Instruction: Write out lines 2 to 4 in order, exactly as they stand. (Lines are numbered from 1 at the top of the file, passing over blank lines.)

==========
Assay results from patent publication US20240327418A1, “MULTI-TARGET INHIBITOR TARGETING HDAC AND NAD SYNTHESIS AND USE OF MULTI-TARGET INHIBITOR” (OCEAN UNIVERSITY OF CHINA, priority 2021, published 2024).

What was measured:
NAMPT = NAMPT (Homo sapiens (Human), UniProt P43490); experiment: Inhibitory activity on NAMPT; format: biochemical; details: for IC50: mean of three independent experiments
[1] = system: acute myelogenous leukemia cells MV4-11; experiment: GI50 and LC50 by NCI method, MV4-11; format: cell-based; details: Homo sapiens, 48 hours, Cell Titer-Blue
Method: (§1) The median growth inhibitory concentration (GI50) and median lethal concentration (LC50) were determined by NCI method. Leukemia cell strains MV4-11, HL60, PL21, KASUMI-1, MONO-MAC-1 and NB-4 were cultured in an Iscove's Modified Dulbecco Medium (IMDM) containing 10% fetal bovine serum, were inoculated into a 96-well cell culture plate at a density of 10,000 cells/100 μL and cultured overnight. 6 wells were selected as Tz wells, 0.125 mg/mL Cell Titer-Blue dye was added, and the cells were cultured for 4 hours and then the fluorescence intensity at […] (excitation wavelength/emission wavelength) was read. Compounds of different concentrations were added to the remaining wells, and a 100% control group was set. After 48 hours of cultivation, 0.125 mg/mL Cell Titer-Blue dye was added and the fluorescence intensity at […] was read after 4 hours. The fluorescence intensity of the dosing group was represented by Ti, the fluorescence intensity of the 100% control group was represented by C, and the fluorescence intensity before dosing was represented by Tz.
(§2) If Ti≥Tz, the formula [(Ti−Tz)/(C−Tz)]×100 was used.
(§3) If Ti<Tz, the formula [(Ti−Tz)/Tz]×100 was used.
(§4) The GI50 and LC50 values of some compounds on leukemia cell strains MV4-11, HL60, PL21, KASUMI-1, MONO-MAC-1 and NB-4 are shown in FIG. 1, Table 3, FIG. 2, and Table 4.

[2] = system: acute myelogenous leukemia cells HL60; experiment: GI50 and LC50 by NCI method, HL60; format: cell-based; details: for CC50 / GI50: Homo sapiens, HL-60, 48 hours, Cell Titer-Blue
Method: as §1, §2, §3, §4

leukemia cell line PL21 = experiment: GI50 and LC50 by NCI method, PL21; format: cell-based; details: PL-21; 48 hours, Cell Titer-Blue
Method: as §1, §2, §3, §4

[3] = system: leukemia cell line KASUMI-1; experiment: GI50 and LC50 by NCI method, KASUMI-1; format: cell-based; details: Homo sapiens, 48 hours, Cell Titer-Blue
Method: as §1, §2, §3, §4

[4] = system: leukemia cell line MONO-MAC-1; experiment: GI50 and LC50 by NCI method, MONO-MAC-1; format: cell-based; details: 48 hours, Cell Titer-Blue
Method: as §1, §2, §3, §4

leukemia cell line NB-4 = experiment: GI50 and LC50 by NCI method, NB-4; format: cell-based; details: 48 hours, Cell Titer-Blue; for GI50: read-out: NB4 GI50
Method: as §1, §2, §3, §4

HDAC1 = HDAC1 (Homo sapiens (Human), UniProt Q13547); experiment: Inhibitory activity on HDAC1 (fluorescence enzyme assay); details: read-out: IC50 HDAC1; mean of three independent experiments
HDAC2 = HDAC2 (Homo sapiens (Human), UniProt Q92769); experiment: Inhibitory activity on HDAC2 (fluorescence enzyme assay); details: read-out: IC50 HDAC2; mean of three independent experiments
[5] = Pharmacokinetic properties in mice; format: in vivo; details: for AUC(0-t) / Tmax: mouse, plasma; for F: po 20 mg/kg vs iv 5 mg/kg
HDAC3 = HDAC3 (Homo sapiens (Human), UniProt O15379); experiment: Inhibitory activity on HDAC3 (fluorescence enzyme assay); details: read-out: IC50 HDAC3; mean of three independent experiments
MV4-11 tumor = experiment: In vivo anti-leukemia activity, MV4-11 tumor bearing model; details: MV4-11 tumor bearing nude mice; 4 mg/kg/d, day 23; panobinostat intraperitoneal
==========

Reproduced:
What was measured:
NAMPT = NAMPT (Homo sapiens (Human), UniProt P43490); experiment: Inhibitory activity on NAMPT; format: biochemical; details: for IC50: mean of three independent experiments
[1] = system: acute myelogenous leukemia cells MV4-11; experiment: GI50 and LC50 by NCI method, MV4-11; format: cell-based; details: Homo sapiens, 48 hours, Cell Titer-Blue